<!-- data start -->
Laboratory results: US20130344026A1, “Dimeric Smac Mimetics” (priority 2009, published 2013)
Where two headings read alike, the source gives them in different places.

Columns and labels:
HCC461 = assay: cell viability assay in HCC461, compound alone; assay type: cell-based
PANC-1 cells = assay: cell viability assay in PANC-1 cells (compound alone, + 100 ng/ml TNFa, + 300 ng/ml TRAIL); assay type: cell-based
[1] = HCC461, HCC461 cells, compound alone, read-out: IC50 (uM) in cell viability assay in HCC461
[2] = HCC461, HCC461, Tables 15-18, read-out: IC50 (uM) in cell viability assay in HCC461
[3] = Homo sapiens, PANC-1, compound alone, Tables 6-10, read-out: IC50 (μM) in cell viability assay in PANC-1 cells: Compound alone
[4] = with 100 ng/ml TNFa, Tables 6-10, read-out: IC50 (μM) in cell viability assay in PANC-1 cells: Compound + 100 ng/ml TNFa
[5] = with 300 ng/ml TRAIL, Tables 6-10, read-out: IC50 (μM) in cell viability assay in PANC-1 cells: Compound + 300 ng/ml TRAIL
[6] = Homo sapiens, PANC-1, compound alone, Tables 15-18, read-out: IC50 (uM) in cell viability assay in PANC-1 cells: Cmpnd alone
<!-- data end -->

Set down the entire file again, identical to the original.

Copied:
Laboratory results: US20130344026A1, “Dimeric Smac Mimetics” (priority 2009, published 2013)
Where two headings read alike, the source gives them in different places.

Columns and labels:
HCC461 = assay: cell viability assay in HCC461, compound alone; assay type: cell-based
PANC-1 cells = assay: cell viability assay in PANC-1 cells (compound alone, + 100 ng/ml TNFa, + 300 ng/ml TRAIL); assay type: cell-based
[1] = HCC461, HCC461 cells, compound alone, read-out: IC50 (uM) in cell viability assay in HCC461
[2] = HCC461, HCC461, Tables 15-18, read-out: IC50 (uM) in cell viability assay in HCC461
[3] = Homo sapiens, PANC-1, compound alone, Tables 6-10, read-out: IC50 (μM) in cell viability assay in PANC-1 cells: Compound alone
[4] = with 100 ng/ml TNFa, Tables 6-10, read-out: IC50 (μM) in cell viability assay in PANC-1 cells: Compound + 100 ng/ml TNFa
[5] = with 300 ng/ml TRAIL, Tables 6-10, read-out: IC50 (μM) in cell viability assay in PANC-1 cells: Compound + 300 ng/ml TRAIL
[6] = Homo sapiens, PANC-1, compound alone, Tables 15-18, read-out: IC50 (uM) in cell viability assay in PANC-1 cells: Cmpnd alone